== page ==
Analysis shows ‘significant’ discrepancy in voter turnout on Salt Lake’s West Side/East Side
A voter places a ballot in a ballot box in Salt Lake City on October 18, 2021. A KSL.com analysis of Salt Lake City precinct data shows that the average voter turnout for West Side electoral districts during of this month’s election was 50% compared to 69.8% of the constituencies on the east side. (Scott G Winterton, Deseret News)
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SALT LAKE CITY — Voters on Salt Lake City’s west side turned out for the 2022 midterms at a much lower rate than their east side counterparts.
A KSL.com analysis of precinct data showed that the average voter turnout for west side constituencies was 50% compared to 69.8% for east side precincts. Overall, voter turnout for Salt Lake County was 64%.
The term “west side” can be a bit subjective, but the analysis used I-15 as the divider between the west and east sides of the city. One ward on the west side (Ward 2) had only four registered voters and was not included in the analysis.
That 20% difference between voter turnout in the east and west is a big gap, said James Curry, a political science professor at the University of Utah.
“I would say that’s pretty significant,” Curry said. “That’s often the kind of gap we’re talking about between younger and older voters, roughly. Older voters tend to participate, roughly the same difference, more than younger voters. The country, so I would say 20% is pretty big.”
Curry identified three factors that likely contributed to the discrepancy: socioeconomic differences, partisan factors, and differences in access to voters.
Socio-economic and partisan influence
Factors like education, wealth, and race all influence voter turnout — and it’s no different when comparing the west and east sides of the city.
“Basically, certain groups of people are much more likely to vote than others,” Curry said. “The east side tends to be whiter, more educated and wealthier. The west side tends to be less white, less educated and less wealthy. So just on these basic socio-economics alone we should expect to see differences in participation.”
Curry also noted that partisanship is generally a big driver of turnout. He said Democrats exist in relatively large proportions on the West Side and may have been fewer in number because no Democrats have run in statewide races this year. In fact, the lack of a “top draw” may have suppressed Democratic voters statewide, he said.
“People often go to the polls because they were actually persuaded by their party — through the candidates their party puts up, through their party’s outreach, etc.,” Curry said.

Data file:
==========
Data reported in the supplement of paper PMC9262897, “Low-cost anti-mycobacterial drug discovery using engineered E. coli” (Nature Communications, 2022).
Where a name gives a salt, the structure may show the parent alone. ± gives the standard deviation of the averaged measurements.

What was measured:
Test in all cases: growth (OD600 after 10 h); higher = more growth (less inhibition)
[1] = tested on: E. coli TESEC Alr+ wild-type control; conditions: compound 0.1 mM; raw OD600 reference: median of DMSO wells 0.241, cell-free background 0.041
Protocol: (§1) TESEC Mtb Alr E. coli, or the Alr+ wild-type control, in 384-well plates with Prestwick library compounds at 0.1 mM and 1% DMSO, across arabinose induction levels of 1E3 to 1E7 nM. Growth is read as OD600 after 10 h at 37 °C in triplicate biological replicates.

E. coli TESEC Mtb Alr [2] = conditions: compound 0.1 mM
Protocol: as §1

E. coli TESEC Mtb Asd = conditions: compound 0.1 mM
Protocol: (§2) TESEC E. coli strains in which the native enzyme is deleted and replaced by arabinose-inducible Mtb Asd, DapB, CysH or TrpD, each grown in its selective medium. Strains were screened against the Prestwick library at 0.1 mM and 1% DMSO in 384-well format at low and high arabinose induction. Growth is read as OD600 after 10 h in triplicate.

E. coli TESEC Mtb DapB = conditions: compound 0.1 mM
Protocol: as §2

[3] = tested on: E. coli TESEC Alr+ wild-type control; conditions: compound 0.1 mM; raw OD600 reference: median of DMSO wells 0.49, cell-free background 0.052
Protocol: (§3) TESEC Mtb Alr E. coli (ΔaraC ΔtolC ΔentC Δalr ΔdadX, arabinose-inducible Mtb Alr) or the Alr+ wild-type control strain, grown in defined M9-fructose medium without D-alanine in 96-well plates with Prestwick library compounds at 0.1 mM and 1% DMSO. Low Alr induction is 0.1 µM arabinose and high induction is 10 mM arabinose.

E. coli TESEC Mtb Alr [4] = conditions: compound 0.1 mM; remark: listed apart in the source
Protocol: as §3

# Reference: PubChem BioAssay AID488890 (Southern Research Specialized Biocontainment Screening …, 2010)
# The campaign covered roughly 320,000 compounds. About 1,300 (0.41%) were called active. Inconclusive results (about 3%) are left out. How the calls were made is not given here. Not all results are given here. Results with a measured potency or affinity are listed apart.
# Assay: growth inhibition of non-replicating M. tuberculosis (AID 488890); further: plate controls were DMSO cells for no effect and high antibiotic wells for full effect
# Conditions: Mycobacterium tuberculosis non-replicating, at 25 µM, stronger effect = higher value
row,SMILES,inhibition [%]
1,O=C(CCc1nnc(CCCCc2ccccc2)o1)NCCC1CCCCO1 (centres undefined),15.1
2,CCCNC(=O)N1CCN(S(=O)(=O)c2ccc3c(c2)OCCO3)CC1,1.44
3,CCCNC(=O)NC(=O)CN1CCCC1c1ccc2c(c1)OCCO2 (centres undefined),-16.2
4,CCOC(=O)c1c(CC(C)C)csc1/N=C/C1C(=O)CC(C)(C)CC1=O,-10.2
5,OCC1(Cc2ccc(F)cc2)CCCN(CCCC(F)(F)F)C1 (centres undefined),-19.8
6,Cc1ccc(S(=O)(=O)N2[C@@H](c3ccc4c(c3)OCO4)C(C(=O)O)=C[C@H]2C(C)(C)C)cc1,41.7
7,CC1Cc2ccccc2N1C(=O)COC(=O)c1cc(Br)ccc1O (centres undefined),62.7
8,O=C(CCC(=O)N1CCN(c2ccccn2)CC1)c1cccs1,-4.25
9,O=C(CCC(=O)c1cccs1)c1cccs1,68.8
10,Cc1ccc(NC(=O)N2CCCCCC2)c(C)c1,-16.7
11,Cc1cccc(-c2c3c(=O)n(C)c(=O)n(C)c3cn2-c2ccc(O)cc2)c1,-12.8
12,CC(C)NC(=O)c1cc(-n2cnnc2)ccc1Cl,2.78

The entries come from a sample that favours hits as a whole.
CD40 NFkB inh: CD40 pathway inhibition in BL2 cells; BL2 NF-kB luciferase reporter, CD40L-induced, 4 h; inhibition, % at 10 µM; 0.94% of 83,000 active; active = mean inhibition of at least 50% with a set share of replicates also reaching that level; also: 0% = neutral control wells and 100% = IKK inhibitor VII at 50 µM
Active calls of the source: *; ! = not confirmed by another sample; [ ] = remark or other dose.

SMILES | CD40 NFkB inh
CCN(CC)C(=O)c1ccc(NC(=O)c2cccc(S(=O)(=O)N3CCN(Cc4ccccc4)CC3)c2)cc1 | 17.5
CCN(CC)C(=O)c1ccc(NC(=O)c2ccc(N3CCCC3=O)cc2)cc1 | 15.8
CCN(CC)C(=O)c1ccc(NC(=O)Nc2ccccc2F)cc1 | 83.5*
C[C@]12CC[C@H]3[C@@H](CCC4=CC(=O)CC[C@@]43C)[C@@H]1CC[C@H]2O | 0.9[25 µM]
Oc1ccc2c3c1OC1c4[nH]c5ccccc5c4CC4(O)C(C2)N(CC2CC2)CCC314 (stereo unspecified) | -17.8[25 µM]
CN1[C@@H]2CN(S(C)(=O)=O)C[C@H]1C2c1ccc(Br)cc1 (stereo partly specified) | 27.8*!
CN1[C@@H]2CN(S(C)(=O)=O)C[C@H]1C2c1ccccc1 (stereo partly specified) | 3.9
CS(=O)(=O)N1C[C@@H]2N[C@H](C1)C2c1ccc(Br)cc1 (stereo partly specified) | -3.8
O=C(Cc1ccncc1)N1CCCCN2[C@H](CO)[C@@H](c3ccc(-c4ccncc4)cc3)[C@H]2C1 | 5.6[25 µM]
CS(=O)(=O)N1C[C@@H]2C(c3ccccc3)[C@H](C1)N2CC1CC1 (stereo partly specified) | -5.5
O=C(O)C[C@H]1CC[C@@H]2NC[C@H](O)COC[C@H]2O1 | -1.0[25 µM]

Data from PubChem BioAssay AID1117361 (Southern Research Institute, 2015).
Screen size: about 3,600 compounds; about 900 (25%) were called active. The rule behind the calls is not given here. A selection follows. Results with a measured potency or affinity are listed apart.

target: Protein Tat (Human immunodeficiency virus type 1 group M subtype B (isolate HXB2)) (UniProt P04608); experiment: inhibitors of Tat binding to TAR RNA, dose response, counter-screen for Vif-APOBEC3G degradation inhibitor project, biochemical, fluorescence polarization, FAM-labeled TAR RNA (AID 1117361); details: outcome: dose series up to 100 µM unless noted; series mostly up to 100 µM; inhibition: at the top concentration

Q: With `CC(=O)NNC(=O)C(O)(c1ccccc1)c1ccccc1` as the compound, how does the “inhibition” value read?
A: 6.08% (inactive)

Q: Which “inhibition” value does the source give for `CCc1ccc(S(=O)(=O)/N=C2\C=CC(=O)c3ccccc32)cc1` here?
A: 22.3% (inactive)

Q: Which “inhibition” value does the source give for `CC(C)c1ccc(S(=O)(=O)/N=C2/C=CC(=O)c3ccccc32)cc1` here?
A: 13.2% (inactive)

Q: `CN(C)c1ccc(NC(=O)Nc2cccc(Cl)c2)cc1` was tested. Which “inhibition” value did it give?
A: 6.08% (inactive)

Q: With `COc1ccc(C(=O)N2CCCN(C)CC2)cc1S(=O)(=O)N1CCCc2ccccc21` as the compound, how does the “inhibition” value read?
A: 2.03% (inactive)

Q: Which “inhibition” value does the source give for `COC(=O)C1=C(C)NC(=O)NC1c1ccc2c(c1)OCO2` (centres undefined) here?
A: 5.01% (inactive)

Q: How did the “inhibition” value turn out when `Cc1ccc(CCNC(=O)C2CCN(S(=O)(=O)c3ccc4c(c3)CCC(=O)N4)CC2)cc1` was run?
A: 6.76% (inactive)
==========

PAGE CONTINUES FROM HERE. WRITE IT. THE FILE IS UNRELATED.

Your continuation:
“Voting access is a big player in where people go more and where they go less,” Curry said. “If you have constituencies closer to the ballot box and constituencies less close to the ballot box, that can definitely make a difference.”
Curry said that’s still true even though voters in Utah have the option to vote by mail. This is because postal voting requires individuals to be registered beforehand and to constantly update their addresses.
There was only one ballot box — River’s Bend Senior Center, 1300 W. 300 North — on the West Side in this year’s election. There were three on the east side: the Salt Lake County Government Center, the Salt Lake City Main Library, and the Anderson Foothill Library.
The west side also had fewer daytime voting centers. The east side had five voting centers, while River’s Bend Senior Center and Sorenson Multi-Cultural Center were the only voting centers on the west side.
Salt Lake County Clerk Sherrie Swensen said a lack of drop boxes or in-person voting locations on the West Side did not contribute to the drop in turnout.
“Unfortunately, it seems voters weren’t as enthusiastic about participating in this election,” she said.
State law currently requires the county to have one drop box per city; however, four of the county’s 24 drop boxes are in Salt Lake City. Swensen said that while the West Side River’s Bend Senior Center drop box is convenient for West Side residents, it’s not one of the most used drop boxes. She added that in-person voting at the two West Side Election Day locations was low compared to other polling locations.
Salt Lake City Councilman Alejandro Puy tried unsuccessfully to get a drop box at the Sorenson Multi-Cultural Center. Puy represents District 2, which includes neighborhoods like Glendale and Poplar Grove.
“My priority will always be to make sure we get a box in the west side near Glendale and Poplar Grove and that will be my ultimate goal, but it doesn’t seem to be as easy as I would have liked,” he said. -he declares. . “The Clerk’s Office has been incredibly supportive of the idea, and hopefully after this election season we can work together to make that happen.”
Swensen said a drop box at the Sorensen Multicultural Center is too close to one at the River’s Bend Senior Center and would make the distribution of drop boxes disproportionate throughout the county. Westside precincts had about 19,300 registered voters compared to 78,600 on the east side, according to county data.
“Installing additional drop boxes may seem simple, and installing the drop box itself is somewhat inexpensive, even with the new surveillance camera requirement,” Swensen said. “However, the operation of each drop box has a substantial impact on our budget.”
She said the county hired teams of unified police officers to pick up ballots from ballot boxes in the weeks leading up to election night last year after election officials doing so were tracked and filmed. This year, the county had more than 40 officers closing drop boxes at 8 p.m. sharp on election night.